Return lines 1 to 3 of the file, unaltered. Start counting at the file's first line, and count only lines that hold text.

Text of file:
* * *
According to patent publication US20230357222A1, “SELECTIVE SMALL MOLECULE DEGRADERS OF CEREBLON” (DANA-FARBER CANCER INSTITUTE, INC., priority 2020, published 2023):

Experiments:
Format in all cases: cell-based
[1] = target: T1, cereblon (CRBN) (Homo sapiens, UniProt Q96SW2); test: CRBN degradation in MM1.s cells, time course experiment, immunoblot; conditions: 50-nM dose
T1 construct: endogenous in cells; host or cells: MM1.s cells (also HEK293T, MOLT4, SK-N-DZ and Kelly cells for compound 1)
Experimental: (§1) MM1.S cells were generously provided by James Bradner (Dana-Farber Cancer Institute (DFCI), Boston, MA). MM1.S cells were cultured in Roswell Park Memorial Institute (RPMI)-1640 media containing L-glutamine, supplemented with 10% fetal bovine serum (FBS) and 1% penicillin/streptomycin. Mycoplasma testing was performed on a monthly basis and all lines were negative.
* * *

According to patent publication US20230357222A1, “SELECTIVE SMALL MOLECULE DEGRADERS OF CEREBLON” (DANA-FARBER CANCER INSTITUTE, INC., priority 2020, published 2023):

Experiments:
Format in all cases: cell-based